Technicians make the difference

Technicians play a crucial and exciting role right across society. Use our free resources to support your students to explore the diverse world of technician careers.

Worker in lab coat and goggles cutting string

How we're supporting you

We know that students and teachers value quality careers information, education and guidance.

We’ve designed resources and case studies to help you inspire your students to consider a technician career – whether you’re a Careers Leader planning an assembly or a classroom teacher wanting to add some real-world context to a lesson.

Explore the resources below, or scroll further to find out about visiting our interactive Technicians Gallery at the Science Museum.

Explore further with a school visit to our interactive Science Museum gallery

Routes into technical careers

Information about the options available to students at age 16.


T-levels began in 2020. There are eight different areas of technical focus, and this will expand over the next few years.

More about T-levels

  • A two year course which includes a placement in industry providing both knowledge and skills
  • Focuses on vocational skills and is equivalent to three A-levels
  • T-level students spend 80% of their time in college, being taught by industry specialists, and 20% in industry

What can T-levels lead to?
Once students have completed their T-levels, they can choose whether to continue into higher education to complete a higher technical qualification (HTQ) or go into employment. The time that students spend in industry during their course will have prepared them for the reality of the world of work and form the basis of a technical career.

T-levels are currently available in the following areas:

  • Agricultural, environmental and animal care
  • Business and administration
  • Construction
  • Digital
  • Engineering and manufacturing
  • Education and early years
  • Health and science
  • Legal, finance and accounting

In September 2024, the following T-levels will be added:

  • Animal care and management
  • Craft and design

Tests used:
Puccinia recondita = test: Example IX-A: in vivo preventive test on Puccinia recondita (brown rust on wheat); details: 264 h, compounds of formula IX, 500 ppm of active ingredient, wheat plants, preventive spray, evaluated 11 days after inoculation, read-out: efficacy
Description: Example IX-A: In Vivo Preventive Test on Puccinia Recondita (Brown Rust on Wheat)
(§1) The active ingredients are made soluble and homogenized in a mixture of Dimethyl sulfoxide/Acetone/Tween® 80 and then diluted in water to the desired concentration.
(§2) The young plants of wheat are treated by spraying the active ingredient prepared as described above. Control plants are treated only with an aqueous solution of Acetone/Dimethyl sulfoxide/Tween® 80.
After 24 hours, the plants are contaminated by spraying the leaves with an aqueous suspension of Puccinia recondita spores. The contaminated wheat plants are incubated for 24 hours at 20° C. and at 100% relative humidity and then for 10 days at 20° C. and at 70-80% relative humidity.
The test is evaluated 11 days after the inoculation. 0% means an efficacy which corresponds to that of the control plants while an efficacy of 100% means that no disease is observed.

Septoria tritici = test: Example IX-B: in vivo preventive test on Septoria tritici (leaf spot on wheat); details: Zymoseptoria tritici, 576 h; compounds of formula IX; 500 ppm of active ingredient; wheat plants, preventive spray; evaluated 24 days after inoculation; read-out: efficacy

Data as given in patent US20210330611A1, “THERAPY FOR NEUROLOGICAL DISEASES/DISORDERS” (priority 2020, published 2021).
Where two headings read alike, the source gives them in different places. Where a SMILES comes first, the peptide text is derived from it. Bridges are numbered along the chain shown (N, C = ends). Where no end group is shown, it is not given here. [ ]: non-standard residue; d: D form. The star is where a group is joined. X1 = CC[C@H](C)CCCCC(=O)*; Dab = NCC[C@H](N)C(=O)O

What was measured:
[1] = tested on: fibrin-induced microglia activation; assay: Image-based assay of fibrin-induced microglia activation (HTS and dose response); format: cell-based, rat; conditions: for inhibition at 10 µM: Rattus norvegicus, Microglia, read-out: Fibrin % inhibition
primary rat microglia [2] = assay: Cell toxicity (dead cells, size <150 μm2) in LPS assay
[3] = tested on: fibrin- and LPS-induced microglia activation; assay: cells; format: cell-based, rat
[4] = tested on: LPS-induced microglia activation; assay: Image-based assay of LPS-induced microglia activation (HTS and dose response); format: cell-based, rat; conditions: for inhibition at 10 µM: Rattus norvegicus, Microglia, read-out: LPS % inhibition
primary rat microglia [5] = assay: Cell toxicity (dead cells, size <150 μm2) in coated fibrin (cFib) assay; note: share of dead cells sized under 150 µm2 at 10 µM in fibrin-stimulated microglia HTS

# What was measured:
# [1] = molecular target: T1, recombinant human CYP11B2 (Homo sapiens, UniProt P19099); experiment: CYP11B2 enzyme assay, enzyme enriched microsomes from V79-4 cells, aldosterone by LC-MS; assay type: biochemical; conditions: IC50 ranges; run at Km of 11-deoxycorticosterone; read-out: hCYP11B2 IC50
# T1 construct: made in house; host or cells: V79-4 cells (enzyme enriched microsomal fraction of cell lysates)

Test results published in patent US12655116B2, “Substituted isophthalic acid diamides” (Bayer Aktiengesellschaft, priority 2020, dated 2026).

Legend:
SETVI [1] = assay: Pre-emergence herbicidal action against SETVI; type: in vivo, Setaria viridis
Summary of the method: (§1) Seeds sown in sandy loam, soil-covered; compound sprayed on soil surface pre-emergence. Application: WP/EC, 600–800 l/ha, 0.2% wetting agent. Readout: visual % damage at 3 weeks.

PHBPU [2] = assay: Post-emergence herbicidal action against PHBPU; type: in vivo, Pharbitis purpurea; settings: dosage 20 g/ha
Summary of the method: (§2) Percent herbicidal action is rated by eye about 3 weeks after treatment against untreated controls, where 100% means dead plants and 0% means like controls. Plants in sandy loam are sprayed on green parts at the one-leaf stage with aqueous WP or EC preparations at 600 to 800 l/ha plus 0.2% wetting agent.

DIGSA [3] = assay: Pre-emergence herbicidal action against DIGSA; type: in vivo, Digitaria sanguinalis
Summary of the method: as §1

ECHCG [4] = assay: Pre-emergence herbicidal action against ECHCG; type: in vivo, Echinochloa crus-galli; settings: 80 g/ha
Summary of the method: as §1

• Hairdressing, barbering and beauty therapy
  • Media, broadcast and production

Apprenticeships combine study with training in a paid job. There are apprenticeships in almost any career path students are interested in, for almost any career path, in all industries.

More about apprenticeships

  • Apprentices spend most of their time at work, with at least 20% of their time spent learning on the job
  • Apprenticeships are offered at all levels, but most 16-year-olds would enter an apprenticeship at Level 2 or 3. Level 2 is equivalent to
  • GCSEs and Level 3 is equivalent to A-levels and T-levels
  • They will work for a company, be treated as an employee, get paid, have a contract and the employer will pay for their college course
  • Apprenticeships take between one and five years depending on the level of the apprenticeship

At the end of an apprenticeship, students will have gained a formal qualification, usually at a Level 2 or 3 for school leavers, and have experience in the career path that they want to follow.

What can apprenticeships lead to?

  • A formal qualification
  • Employment in the career they want
  • A higher or degree level apprenticeship – equivalent to a foundation, bachelor or masters degree
  • Valuable workplace experience
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The Gatsby Benchmarks - Good Career Guidance

Find more information on how we support secondary schools and colleges in providing students with the best possible careers education information, advice and guidance on the Gatsby Benchmarks website.